Church Of The Underground

Written by Michael Cline : April 9, 2008

mindthegap1.jpgIt isn’t often that one gets the chance to watch an American myth crumble apart while simultaneously capturing a freshly decontaminated image of the Church. Just another day in “foggy London town.”

It happened on the Underground, or “the Tube” as it is descriptively known (it’s in a tunnel…get it?). Stretching some 250 odd miles, nearly 3 million riders take advantage of this massive public transit system. This past week was my second go around at maneuvering my way around the multihued diagram. Five years ago, half of my time in London was spent frustrated between the Picadilly and Central lines, and no where near the hotel I was purportedly headed towards. Where were all those skills that the seven years in Boy Scouts supposedly instilled in me? Apparently knowing how to use a compass hardly comes in handy when trains travel in circles and are identified by colors, not directions.

My recent escapade to England was much more a triumph in the area of transportation as I got into a rhythm of buying the all-day ticket, sliding through the not-so-iron gates, and picking the right platform to stand on. Resting in my new found know-how, I found time to open my eyes to the passengers around me, rather than burying my gaze at the Underground mini-map found in every car in fear I would miss my stop. What I saw was a somewhat opaque but beautiful icon of what the Church can become…what the Church should be. Grabbing hold of the metal bars that line the outskirts of the shuttle was a Sikh man dressed with his traditional dashtar. Sitting across from him was a middle aged woman reading the latest headlines in Russian. There were single moms and common laborers riding side by side with more outwardly visible “power players” of the same local economy. The C.E.O shared space with the janitor.

And there was no escaping it. Unlike what happens when communities become absolutely dependent on individually owned and operated modes of transportation (referred to by some as “automobile dependency“), there was no option of lessening my proximity to other passengers. The Church of the Underground would constantly subvert any notion of a gated community and keep open the avenues that allow for unstructured social encounters with “the Other.” In the London Underground, there existed a phenomenon that is rarely duplicated in the numerous cathedrals throughout the United Kingdom–a space to come face-to-face with the neighbor. And in doing so, the alterity of the Sikh and of the C.E.O. called into question my very being; the encounter with the Other challenged my own identity in God’s kingdom and made demands on me that I cannot recall from any three point sermon or well-meaning Bible study. The Tube transformed into a sanctuary.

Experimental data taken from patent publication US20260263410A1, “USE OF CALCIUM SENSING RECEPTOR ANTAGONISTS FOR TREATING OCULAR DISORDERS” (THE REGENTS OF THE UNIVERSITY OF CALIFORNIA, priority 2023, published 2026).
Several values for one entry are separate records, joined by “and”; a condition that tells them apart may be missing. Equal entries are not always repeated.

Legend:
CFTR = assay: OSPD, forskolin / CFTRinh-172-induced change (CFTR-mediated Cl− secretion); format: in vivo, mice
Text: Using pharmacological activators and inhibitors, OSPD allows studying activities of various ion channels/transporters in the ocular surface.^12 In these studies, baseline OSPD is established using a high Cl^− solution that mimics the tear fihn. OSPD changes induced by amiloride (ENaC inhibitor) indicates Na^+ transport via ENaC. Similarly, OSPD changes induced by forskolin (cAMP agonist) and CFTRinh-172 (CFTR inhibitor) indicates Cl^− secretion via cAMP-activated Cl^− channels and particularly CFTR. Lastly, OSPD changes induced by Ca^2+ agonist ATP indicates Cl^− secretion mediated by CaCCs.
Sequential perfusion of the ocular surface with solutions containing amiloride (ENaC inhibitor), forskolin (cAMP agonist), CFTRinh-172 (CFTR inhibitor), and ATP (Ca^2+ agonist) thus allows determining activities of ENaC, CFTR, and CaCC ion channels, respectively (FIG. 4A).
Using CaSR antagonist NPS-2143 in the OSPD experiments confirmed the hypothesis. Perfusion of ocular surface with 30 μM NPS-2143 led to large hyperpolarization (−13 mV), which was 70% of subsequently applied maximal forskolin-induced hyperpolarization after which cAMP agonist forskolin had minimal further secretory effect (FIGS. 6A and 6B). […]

After exiting the car, a conversation broke out among my traveling partners. There was an extravagantly dressed young woman seated across from us in the last leg of our journey. Decked out in brown Gucci boots, tinted Versace sunglasses (it must get really dark in the Underground), and a Louis Vuitton purse, the woman was wearing more than my wife and I make in a month. When this subject was brought to the center of our conversation, one comment rose above the rest: “Yeah, but it’s not like she can have that much money. She’s riding the subway.” An American myth was being challenged by the day’s journey. This speaker was simply commenting out of her deeply held presuppositions, opinions that have been significantly shaped by the hyper-consumerist narrative we all swim in every day. Her sentiment is summed up by another post I ran across commenting on a proposal for a new public transit system in the Raleigh-Durham, North Carolina area:

And yet it is a multi-billion dollar plan with big tax increases. All to use an existing line and provide more buses. This will do nothing to ease any congestion. It is simply a taxpayer subsidized way for poor people without a car to get to work.

In other words, only poor people need public transit. Only the down-and-out among us who can’t afford a Toyota Camry (new or used) really use the subway system. The rest of us have “moved on” and used our money for a private mode of transportation. But the myth is shattered in London, where the high-class investment banker can be seen riding next to the hotel housekeeper. That designer-wearing woman probably was rich. But she was in the same car as the rest of us, utilizing the same means to get to her destination as the Sikh immigrant. Not even her Versace sunglasses could shadow her gaze enough to distance herself completely from her own experience of the Other. Church was in session, and she was getting blessed…even if she didn’t know it.

As the prerecorded woman with the thick British accent reminded us at every stop along the way, we were to “mind the gap.” Once reckoned for what it was, the gap between myself and my neighbor was somehow less intrusive last week on the London Underground than it will be in church this Sunday.

*Author’s note: Much of the philosophical underpinnings of this post can be found in the writings of French philosopher Emmanuel Levinas*

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